And that, believe it or not, is the good news.

Why? Well, a good editor will read and reread compulsively, remembering that on page 272 that you used that same phrase on page 28. Since this type of manuscript problem is virtually impossible for a writer to catch for himself, and since agents, editors, and contest judges tend to have similarly retentive memories for text, a freelancer’s compulsion to spend a few extra minutes keeping track of repetitions may be exceptionally useful.

The less-good news is that how much line editing any given manuscript needs varies almost infinitely, so even the best freelance editor may need to give the book a once-over before even being able to give you an estimate. However, to keep your from wandering around in the dark unassisted, the Editorial Freelancers Association has a nifty chart that will give you some indication of hourly rates for different services.

The stated rates aren’t binding, mind you, but it will at least give your FNDGG some indication of what he’s committing himself to shell out.

Developmental editing is the top of the product line, as it were, beginning at around $45/hour and climbing to much, much more, depending upon the editor’s experience, client list, and willingness to drop everything to counsel writers through midnight crises of faith. Typically, it encompasses both proofing and line editing, but also entails working with the author to correct overarching writing problems and refining the book on every level to tailor it to its intended target market.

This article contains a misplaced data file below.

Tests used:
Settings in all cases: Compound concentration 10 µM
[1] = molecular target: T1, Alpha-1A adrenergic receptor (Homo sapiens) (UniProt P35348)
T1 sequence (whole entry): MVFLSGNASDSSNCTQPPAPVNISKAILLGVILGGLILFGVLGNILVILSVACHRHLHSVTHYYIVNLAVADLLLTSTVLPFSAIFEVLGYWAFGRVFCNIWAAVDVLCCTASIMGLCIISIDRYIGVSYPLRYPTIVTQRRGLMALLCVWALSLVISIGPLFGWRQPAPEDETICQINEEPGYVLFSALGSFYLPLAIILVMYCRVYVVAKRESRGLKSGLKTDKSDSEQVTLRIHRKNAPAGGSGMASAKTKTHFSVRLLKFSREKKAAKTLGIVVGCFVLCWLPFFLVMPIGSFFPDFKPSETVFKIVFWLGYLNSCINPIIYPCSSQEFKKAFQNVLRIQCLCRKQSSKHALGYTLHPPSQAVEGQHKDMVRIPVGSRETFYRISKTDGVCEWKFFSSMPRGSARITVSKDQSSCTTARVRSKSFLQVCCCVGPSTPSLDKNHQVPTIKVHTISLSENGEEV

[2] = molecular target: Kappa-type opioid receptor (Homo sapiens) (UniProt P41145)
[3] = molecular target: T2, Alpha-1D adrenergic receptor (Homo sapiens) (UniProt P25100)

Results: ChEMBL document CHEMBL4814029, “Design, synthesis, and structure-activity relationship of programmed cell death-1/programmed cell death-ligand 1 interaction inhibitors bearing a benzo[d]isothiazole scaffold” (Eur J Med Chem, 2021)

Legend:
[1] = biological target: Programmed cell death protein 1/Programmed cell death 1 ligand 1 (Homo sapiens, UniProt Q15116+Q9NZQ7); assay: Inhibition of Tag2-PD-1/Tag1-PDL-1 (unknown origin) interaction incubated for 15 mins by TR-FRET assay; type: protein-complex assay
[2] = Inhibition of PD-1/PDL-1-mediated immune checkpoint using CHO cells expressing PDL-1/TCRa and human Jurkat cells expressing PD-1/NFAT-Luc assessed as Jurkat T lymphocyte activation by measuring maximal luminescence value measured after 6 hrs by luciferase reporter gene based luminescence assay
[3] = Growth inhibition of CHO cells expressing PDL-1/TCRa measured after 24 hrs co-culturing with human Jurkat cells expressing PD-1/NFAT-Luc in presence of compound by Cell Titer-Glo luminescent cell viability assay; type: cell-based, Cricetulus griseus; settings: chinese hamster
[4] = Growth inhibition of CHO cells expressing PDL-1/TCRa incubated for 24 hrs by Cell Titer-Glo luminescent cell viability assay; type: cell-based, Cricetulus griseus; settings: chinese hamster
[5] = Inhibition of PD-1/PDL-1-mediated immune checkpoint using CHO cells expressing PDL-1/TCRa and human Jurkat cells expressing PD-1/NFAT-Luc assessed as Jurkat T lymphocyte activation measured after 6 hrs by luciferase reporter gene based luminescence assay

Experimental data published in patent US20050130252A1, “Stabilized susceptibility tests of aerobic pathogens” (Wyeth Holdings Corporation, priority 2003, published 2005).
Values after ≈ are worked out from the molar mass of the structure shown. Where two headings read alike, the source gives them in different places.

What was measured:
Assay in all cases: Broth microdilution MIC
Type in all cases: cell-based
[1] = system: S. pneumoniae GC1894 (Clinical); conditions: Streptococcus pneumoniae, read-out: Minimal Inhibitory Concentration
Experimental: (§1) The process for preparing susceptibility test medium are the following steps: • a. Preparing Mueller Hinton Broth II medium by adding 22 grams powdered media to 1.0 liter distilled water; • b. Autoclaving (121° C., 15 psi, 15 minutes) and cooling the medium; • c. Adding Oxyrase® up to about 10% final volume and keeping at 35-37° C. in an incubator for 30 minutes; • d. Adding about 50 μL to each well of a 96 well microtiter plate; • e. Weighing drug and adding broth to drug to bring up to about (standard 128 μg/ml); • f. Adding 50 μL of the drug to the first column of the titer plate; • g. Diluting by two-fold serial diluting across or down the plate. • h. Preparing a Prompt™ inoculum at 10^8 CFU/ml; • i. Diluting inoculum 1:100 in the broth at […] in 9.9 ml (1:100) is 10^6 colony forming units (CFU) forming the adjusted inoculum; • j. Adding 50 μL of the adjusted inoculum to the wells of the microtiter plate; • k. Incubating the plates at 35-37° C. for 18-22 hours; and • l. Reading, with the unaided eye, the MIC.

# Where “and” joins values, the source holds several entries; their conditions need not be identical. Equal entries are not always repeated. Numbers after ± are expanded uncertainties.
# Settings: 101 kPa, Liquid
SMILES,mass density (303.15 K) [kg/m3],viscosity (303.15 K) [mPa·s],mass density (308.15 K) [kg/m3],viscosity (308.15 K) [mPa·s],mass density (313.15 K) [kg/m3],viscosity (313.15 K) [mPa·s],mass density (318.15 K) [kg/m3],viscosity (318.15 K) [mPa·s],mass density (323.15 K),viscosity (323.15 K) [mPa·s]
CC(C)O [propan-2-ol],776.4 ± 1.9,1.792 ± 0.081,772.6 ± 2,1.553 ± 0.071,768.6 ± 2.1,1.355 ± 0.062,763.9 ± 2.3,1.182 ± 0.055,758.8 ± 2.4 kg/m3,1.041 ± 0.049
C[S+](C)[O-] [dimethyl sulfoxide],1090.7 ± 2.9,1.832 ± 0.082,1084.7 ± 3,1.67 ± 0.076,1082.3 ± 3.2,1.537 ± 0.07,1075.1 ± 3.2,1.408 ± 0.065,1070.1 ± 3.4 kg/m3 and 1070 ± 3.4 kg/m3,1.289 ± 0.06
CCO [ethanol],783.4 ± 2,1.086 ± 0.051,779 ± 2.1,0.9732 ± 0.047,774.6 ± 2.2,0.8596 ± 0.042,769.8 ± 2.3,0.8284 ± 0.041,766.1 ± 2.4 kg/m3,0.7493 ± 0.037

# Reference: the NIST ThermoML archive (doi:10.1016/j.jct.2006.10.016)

And that, you guessed it, can take quite a bit of time, depending on how market-ready the manuscript already is. A good developmental editor will flag anything and everything in a manuscript that might conceivably make an agent or editor familiar with the book category hesitate for even a moment over the page. With that level of scrutiny, it’s not unusual to give feedback on practically every line of the book , so a developmental editor sometimes will spend hours on a single page.

Yes, you read that correctly. I wasn’t kidding about its being spendy. I sometimes blush when printing out my invoices.

Ideally, a developmental editor would come into the project near the beginning of the writing process, but in practice, the author often has a draft already completed. The more fundamental the changes you’re willing to make, generally speaking, the more you’ll like working with a developmental editor: it’s the closest a writer without a book contract in hand can come to the micro-level reading a manuscript will get before being picked up by a publisher.